The Strange Tale of the Deciduous Conifer

We have a long list of native conifers here: red, white, and jack pine, black and white spruce, balsam fir, eastern hemlock, eastern red cedar, and… tamarack. Tamarack is different. Tamarack is the only one that does this.

I really like tamaracks. I’ve written about them before. I keep wondering about them, though. Why are they deciduous, losing their needles every autumn, while every other species of conifer found here is evergreen? Things like this usually don’t just happen at random – there must be some of sort of adaptive advantage to shedding their needles, right?

Boreal forests are mostly dominated by evergreens. Keeping your needles year-round cuts down on the amount of nutrients you need (you don’t need to manufacture new leaves as often) and lets you photosynthesize during the winter, instead of relying on the short northern growing season. So why are tamaracks and other larches among the most successful boreal trees of all, growing far north of the Arctic Circle? Some Googling led me to a 1990 paper on the subject by S.T. Gower and J.H. Richards.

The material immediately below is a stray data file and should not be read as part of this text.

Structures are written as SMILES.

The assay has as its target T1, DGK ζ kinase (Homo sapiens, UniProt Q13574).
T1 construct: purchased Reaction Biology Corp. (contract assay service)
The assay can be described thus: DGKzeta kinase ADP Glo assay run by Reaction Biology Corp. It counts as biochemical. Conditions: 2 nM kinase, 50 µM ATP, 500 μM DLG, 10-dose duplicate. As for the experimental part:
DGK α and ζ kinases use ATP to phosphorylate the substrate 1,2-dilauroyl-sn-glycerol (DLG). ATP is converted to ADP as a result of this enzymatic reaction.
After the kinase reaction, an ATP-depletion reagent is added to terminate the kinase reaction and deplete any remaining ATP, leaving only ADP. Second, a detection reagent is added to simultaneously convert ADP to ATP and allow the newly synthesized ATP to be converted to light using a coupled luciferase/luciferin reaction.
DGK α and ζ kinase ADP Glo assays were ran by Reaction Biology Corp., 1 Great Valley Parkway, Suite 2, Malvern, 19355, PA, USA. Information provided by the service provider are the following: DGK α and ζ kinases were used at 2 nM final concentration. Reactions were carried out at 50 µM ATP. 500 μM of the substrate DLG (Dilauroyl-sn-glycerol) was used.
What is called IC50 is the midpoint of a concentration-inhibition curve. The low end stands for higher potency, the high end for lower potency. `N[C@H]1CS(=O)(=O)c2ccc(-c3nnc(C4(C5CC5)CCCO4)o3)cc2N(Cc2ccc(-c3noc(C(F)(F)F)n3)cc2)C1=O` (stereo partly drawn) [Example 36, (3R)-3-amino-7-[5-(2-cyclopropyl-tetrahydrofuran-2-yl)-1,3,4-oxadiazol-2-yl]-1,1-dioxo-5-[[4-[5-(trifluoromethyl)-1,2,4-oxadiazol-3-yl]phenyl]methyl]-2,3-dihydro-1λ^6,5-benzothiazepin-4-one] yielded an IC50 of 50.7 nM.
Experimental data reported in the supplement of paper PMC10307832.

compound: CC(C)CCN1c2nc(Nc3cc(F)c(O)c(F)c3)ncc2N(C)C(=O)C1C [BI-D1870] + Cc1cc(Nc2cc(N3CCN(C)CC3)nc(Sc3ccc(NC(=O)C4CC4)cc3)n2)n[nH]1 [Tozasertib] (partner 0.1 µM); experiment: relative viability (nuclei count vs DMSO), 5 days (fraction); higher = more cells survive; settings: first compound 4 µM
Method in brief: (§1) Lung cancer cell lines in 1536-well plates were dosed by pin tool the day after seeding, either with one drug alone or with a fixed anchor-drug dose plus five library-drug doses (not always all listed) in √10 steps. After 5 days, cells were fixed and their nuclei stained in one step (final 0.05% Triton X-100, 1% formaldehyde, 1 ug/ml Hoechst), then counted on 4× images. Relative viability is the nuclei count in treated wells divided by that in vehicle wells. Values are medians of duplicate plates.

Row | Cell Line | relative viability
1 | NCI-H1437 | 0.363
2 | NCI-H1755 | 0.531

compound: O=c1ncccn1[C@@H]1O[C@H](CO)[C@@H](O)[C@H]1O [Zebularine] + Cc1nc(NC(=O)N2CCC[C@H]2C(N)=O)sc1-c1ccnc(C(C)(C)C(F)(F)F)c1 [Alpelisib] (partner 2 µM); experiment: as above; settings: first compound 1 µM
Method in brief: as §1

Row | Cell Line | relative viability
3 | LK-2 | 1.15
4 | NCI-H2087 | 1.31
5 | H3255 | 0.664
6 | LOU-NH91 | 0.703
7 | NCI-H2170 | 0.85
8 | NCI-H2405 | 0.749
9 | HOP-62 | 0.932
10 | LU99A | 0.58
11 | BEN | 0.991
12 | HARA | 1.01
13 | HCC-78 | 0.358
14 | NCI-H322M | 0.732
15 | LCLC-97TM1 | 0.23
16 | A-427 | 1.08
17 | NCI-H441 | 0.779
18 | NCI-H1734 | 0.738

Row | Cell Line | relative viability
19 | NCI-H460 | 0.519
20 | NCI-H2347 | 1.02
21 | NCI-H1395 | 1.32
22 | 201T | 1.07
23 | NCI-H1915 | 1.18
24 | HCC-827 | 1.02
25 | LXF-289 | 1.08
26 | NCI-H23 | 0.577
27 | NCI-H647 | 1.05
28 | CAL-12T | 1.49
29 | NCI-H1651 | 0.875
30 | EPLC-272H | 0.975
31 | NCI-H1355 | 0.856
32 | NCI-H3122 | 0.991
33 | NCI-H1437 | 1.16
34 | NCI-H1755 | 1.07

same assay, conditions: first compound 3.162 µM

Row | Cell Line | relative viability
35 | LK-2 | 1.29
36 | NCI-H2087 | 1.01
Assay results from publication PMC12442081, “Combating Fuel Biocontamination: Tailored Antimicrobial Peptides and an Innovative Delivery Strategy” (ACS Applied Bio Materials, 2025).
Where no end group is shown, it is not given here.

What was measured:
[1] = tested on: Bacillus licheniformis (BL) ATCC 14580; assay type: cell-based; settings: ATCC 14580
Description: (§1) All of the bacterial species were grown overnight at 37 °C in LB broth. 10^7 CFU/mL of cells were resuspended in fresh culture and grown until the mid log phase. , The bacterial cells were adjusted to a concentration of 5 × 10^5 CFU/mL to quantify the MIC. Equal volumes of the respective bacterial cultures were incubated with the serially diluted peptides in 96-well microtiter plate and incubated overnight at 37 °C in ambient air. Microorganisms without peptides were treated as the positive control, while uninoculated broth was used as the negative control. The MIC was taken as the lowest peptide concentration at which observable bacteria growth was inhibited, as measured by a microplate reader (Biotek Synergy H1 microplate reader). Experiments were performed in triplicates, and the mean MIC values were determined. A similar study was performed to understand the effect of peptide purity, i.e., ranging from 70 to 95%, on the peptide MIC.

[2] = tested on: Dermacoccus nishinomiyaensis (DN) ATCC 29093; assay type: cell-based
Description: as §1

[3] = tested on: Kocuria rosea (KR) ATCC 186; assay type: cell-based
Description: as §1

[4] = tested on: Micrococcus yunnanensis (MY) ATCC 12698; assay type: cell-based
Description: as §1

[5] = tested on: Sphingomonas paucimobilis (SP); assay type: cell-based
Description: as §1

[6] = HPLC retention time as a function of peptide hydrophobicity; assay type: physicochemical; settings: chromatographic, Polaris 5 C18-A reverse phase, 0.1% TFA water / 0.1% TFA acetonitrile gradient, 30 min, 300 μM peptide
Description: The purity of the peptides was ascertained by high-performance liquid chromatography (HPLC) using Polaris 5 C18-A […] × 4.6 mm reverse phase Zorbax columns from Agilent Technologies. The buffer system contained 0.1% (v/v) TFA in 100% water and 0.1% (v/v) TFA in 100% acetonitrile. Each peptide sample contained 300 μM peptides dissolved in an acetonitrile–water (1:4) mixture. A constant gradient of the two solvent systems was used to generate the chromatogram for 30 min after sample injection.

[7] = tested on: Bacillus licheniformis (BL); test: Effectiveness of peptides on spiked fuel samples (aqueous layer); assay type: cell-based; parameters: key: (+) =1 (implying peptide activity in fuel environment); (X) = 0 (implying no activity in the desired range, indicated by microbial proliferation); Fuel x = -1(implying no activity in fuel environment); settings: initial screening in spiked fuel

According to the paper, the longer a leaf lives, the lower its photosynthetic rate: individual tamarack needles don’t live as long as those of evergreen conifers but they can photosynthesize like crazy in the long days of the northern summer. What’s more, since tamarack needles don’t have to survive the cold, dry conditions of winter, tamaracks don’t have to invest nutrients in constructing thick protective cuticles them. Ever stroke the foliage of a tamarack? It’s very soft. Tamaracks still get the advantages of having a conifers’ needles-shaped leaves and cone-shaped canopy, though, so they can compete where spreading, broad-leaved deciduous trees like maples and birches can’t. (Among other things, being cone-shaped helps conifers get the maximize their access to sunlight.)

Everything in nature is a trade-off. I still have a zoology department t-shirt from my undergraduate days featuring a drawing of a giraffe bending down to drink captioned with the words “Life is a Compromise.” Tamaracks are a compromise between two different tree lifestyles, and it must work well for them, because they thrive in some of the harshest environments around.

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5 thoughts on “The Strange Tale of the Deciduous Conifer”

  1. Very interesting post – thnx. We have a few tamaracks around here, but not in the numbers shown in the photograph – they look beautiful. I will try and remember to look out for them turning on my next hike.

  2. Great Tree! Otherwise known as the Larch. There is a HUGE Larch that we take care of in Barnstable MA. Every few years I get the opportunity to climb this amazing tree and prune out the deadwood. I also am particularly fond of the Dawn Redwood!

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